A case is presented of a 34-year-old man who presented with left facial numbness, multiple intracranial lesions, a lumbar intradural lesion, and diffuse spinal leptomeningeal involvement. A lumbar laminectomy and biopsy were performed, which revealed the diagnosis of extraskeletal Ewing sarcoma/primitive neuroectodermal tumor. The patient had a rapidly progressive clinical decline despite total neuroaxis radiation and multiple lines of chemotherapeutic treatments, eventually dying from his disease and its sequelae 6 months after diagnosis.

LESSONS

The authors’ review of 40 cases in the literature revealed only 2 patients with isolated intraaxial cranial lesions, 4 patients with cranial and spine involvement, and an additional 34 patients with spine lesions. The unique characteristics of this patient’s case, including his presentation with diffuse disease and pathology that included a rare V600E BRAF mutation, are discussed in the context of the available literature.

Open access

Lumbar facet cyst tuberculosis: a rare cause of cauda equina compression. Illustrative case

Karlo M. Pedro, John Emmanuel R. Torio, Jonathan P. Rivera, and Ibet Marie Y. Sih

BACKGROUND

Spinal tuberculosis may present in atypical form to involve only the posterior spinal element with relative sparing of the anterior vertebral body and intervertebral disc. Recognition of this unusual pattern is important to avoid delay in diagnosis and treatment.

OBSERVATIONS

The authors report a case of a 59-year-old woman with right-sided radiculopathy and motor weakness. Her lumbosacral magnetic resonance imaging showed a large heterogeneous cyst arising from the right L4–5 facet joint. Laminectomy with excision of the cyst was performed. During surgery, the cyst contained cheese-like material that, on histopathological examination, revealed focal aggregates of tuberculous granuloma. Postoperatively, the patient recovered remarkably with no interval development of instability or any deformity.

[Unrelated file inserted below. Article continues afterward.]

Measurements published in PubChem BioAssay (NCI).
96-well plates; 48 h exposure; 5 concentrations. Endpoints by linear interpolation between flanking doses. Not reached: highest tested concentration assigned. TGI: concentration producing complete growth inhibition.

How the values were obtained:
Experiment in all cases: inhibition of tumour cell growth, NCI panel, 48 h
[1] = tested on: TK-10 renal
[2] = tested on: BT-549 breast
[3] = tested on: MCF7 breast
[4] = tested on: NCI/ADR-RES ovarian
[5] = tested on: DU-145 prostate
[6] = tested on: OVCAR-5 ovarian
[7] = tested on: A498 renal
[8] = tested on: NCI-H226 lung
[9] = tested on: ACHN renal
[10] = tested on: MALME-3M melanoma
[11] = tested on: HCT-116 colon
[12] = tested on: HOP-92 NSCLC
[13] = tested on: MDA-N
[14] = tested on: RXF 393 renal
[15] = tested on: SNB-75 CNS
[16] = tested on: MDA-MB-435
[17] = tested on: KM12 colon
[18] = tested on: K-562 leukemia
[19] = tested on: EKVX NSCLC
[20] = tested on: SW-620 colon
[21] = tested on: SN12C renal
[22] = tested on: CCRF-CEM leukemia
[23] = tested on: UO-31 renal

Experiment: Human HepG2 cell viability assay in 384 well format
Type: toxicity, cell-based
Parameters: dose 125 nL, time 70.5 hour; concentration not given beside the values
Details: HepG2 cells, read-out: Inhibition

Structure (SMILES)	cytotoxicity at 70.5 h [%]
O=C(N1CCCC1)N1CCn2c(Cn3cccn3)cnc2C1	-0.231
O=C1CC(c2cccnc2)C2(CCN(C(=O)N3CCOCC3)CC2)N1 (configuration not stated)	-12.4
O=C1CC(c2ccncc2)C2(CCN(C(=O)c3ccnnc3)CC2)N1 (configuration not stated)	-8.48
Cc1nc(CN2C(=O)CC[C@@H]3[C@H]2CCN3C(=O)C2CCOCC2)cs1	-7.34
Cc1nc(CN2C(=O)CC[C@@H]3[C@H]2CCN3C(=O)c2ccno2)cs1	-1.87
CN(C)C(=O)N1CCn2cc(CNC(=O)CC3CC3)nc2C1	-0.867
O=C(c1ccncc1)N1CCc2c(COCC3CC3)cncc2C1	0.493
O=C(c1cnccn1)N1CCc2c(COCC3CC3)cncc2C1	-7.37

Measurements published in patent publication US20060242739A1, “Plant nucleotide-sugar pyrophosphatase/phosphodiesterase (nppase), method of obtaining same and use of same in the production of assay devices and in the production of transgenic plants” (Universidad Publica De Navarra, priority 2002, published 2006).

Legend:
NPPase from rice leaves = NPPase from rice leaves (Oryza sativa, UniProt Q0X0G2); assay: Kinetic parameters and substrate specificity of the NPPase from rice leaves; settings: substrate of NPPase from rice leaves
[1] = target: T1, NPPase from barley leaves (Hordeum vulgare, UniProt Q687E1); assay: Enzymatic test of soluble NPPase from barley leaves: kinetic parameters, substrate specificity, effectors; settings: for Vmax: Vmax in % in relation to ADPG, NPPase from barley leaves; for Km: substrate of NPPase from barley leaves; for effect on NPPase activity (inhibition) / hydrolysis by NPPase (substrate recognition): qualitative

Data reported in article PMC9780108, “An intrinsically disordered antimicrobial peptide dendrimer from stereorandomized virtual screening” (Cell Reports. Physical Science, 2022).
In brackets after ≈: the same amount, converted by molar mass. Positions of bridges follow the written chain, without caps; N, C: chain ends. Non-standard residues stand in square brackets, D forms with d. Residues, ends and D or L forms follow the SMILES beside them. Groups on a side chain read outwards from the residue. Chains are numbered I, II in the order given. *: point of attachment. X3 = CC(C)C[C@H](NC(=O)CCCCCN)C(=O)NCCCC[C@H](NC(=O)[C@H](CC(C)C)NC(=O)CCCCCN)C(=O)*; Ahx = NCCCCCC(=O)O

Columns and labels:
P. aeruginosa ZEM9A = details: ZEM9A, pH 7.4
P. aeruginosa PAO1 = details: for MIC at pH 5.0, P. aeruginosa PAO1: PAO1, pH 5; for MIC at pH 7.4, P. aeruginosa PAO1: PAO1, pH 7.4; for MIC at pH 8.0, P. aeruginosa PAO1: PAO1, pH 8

LESSONS

Facet cyst tuberculosis is rare but should be considered in the differential diagnosis in patients coming from endemic regions. Laminectomy with excision of the cyst along with concurrent antitubercular chemotherapy is a safe and durable treatment option in this case.

Open access

Spinal arthrodesis via lumbar interbody fusion without direct decompression as a treatment for recurrent radicular pain due to epidural fibrosis: patient series

Kevin Swong, Michael J. Strong, Jay K. Nathan, Timothy J. Yee, Brandon W. Smith, Paul Park, and Mark E. Oppenlander

BACKGROUND

Lumbar radiculopathy is the most common indication for lumbar discectomy, but residual postoperative radicular symptoms are common. Postoperative lumbar radiculopathy secondary to scar formation is notoriously difficult to manage, with the mainstay of treatment focused on nonoperative techniques. Surgical intervention for epidural fibrosis has shown unacceptably high complication rates and poor success rates.

OBSERVATIONS

Three patients underwent spinal arthrodesis without direct decompression for recurrent radiculopathy due to epidural fibrosis. Each patient previously underwent lumbar discectomy but subsequently developed recurrent radiculopathy. Imaging revealed no recurrent disc herniation, although it demonstrated extensive epidural fibrosis and scar in the region of the nerve root at the previous surgical site. Dynamic radiographs showed no instability. Two patients underwent lateral lumbar interbody fusion, and one patient underwent anterior lumbosacral interbody fusion. Each patient experienced resolution of radicular symptoms by the 1-year follow-up. Average EQ visual analog scale scores improved from 65 preoperatively to 78 postoperatively.

LESSONS

Spinal arthrodesis via lumbar interbody fusion, without direct decompression, may relieve pain in patients with recurrent radiculopathy due to epidural fibrosis, even in the absence of gross spinal instability.

Open access